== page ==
These sorts of comments may seem convenient but are they intellectually defensible? They are certainly antagonistic statements, but they are not considered arguments. Do we ever gold plate our environmental laws? It is absolutely acceptable to consider the costs of environmental regulation in an age of austerity, but in all fairness and in the interests of consistency, the resulting benefits of a cleaner, safer environment and more sustainable economy have to be evaluated as well. Osbourne has little to say about this. If costs really are too high, which habitats, say, would Osbourne be prepared to sacrifice, and has he considered the consequences of what he is saying?
The Treasury’s hostile rhetoric about the environment is being heard in all quarters:
- The Government has already clashed with the National Trust over the sale (aborted, thankfully) of the nation’s forests.
- The Coalition was recently lambasted by green campaigners including Jonathon Porritt, in a letter this month to a Sunday newspaper which stated that: “Following the Chancellor’s Autumn Statement, we can say that the Coalition is on a path to becoming the most environmentally destructive government to hold power in this country since the modern environmental movement was born.”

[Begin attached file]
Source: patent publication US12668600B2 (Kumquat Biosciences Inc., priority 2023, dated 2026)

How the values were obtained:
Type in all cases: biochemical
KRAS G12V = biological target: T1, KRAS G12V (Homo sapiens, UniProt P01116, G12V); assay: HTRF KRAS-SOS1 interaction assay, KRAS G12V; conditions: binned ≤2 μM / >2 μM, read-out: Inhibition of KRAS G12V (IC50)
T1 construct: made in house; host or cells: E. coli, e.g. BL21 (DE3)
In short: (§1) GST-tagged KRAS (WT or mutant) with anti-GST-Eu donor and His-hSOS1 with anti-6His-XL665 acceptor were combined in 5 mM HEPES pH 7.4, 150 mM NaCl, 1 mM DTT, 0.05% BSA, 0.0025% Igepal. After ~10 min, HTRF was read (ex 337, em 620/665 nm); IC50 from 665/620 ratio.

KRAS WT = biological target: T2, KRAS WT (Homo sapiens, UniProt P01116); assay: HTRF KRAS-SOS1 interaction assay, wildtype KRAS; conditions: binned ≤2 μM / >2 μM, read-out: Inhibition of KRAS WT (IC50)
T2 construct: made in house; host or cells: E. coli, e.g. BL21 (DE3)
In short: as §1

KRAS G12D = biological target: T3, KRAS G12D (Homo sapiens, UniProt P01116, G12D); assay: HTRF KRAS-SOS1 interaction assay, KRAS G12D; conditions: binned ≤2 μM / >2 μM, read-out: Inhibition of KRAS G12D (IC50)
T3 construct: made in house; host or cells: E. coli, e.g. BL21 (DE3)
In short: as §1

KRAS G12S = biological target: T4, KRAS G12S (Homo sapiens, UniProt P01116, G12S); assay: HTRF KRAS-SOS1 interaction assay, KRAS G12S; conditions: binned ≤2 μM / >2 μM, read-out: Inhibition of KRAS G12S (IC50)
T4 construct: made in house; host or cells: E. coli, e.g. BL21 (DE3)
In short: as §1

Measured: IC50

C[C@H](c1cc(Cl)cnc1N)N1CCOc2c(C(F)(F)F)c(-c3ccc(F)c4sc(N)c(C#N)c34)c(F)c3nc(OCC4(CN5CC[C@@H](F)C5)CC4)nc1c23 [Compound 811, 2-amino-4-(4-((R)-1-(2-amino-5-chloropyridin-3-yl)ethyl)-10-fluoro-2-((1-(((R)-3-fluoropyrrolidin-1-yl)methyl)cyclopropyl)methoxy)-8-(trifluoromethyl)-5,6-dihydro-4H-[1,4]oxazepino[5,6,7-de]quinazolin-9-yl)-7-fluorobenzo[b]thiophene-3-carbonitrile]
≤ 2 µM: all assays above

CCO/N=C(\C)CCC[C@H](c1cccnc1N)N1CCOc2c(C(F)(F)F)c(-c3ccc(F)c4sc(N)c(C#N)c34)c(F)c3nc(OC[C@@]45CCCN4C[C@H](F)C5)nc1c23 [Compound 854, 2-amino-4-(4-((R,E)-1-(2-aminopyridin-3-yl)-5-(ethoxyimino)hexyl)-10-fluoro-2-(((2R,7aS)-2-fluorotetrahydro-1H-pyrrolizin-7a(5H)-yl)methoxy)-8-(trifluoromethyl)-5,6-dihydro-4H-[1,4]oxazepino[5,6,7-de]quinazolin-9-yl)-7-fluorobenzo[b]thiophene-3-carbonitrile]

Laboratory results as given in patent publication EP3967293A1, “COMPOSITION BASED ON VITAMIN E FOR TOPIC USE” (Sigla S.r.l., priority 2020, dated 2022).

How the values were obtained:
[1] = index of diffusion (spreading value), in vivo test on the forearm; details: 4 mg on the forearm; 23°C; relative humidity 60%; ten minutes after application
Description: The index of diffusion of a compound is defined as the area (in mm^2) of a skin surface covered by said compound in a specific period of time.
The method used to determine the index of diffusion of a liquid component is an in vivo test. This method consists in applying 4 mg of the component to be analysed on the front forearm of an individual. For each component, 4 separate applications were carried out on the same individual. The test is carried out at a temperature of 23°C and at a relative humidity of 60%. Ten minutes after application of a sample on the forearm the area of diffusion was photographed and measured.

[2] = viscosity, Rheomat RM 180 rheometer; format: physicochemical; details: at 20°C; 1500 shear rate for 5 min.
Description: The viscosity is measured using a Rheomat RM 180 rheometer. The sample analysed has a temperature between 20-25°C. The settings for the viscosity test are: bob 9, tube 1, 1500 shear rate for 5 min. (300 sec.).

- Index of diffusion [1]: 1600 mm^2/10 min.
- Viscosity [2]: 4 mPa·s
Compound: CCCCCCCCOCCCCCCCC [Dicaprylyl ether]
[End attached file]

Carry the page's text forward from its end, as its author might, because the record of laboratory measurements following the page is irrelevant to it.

- The wider green movement in the UK has many millions of supporters, particularly amongst young people inspired by groups such as the Ellen MacArthur Foundation and Think 2050. Many ordinary people who support policies which protect and enhance the environment and sustainability will be angered by inflammatory comments issuing from the Treasury.
In summary, the shortcomings of UK (make that English) environmental policy and regulation cannot be blamed on the economy, the deficit, Sarkozy or Merkel. Policy ultimately comes down to people of influence who either use their power benignly or malignly. The path that we are travelling down is due to people in power making the wrong choices.
Pressure will build on David Cameron to show leadership on the environment and to restore some faith. His first key statement on the environment since becoming PM is now overdue.